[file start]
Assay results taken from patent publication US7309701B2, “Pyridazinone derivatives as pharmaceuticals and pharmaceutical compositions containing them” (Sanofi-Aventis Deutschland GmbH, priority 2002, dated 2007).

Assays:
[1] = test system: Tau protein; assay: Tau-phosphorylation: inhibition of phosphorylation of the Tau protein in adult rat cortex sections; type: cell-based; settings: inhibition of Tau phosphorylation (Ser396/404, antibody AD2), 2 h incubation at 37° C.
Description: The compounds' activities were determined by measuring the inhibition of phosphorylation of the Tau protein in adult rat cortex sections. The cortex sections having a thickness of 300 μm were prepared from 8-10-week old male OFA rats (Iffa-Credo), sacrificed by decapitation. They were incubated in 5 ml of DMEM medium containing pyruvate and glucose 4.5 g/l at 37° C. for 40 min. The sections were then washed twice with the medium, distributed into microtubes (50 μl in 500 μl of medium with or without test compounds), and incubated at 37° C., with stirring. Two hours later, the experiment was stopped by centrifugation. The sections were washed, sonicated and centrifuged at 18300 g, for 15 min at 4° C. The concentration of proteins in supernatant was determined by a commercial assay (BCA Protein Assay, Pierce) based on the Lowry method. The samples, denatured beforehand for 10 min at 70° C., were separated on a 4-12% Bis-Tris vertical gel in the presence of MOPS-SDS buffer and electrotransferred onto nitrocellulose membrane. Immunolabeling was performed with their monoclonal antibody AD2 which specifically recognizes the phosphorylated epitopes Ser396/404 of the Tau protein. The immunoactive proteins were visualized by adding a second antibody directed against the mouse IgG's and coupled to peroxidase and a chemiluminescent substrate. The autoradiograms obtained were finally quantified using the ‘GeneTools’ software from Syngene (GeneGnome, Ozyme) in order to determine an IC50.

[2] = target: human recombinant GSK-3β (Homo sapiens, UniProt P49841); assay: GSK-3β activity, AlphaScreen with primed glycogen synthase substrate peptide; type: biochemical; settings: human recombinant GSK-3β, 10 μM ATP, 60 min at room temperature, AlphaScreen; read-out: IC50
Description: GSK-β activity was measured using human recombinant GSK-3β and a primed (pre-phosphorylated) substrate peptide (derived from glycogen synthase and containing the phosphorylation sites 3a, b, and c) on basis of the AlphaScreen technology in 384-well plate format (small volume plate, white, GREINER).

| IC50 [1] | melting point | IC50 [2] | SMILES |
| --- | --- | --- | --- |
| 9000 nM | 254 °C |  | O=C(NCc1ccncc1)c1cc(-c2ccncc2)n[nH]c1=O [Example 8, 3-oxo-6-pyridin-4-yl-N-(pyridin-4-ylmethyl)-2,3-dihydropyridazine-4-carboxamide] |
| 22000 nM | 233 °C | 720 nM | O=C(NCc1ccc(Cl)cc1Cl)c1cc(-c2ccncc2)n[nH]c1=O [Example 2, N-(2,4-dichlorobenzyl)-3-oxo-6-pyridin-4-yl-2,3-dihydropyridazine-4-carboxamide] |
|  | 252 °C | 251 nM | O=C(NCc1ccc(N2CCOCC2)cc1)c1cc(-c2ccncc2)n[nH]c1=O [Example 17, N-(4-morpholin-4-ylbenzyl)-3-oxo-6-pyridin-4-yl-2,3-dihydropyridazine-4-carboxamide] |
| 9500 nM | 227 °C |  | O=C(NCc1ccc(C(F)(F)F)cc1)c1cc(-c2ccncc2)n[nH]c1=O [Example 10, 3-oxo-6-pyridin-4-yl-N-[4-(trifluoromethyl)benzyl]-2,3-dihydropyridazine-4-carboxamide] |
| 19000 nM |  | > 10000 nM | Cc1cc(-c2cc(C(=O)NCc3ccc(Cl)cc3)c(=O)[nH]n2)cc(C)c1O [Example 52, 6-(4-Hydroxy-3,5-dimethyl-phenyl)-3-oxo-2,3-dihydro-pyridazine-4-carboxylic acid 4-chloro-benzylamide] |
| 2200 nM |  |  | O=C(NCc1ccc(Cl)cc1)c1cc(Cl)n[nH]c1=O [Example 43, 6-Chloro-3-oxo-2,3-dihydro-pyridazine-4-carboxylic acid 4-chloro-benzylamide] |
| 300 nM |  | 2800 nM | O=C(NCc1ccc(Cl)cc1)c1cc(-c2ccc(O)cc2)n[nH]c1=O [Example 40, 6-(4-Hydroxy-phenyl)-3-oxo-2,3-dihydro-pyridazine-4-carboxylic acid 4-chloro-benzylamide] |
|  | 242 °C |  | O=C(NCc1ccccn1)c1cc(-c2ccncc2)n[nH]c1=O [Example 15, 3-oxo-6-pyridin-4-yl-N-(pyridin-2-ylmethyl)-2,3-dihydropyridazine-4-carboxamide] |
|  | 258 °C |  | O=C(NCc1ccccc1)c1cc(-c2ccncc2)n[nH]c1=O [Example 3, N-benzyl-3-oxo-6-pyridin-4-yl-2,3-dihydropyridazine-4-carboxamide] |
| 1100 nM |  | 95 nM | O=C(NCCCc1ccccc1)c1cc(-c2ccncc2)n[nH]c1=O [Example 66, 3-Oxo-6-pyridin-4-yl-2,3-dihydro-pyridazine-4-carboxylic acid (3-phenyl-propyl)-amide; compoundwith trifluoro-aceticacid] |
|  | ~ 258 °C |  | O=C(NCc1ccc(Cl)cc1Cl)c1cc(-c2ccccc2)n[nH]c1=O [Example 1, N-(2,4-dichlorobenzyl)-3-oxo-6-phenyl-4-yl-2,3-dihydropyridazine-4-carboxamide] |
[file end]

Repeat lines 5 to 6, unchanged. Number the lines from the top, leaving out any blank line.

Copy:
[2] = target: human recombinant GSK-3β (Homo sapiens, UniProt P49841); assay: GSK-3β activity, AlphaScreen with primed glycogen synthase substrate peptide; type: biochemical; settings: human recombinant GSK-3β, 10 μM ATP, 60 min at room temperature, AlphaScreen; read-out: IC50
Description: GSK-β activity was measured using human recombinant GSK-3β and a primed (pre-phosphorylated) substrate peptide (derived from glycogen synthase and containing the phosphorylation sites 3a, b, and c) on basis of the AlphaScreen technology in 384-well plate format (small volume plate, white, GREINER).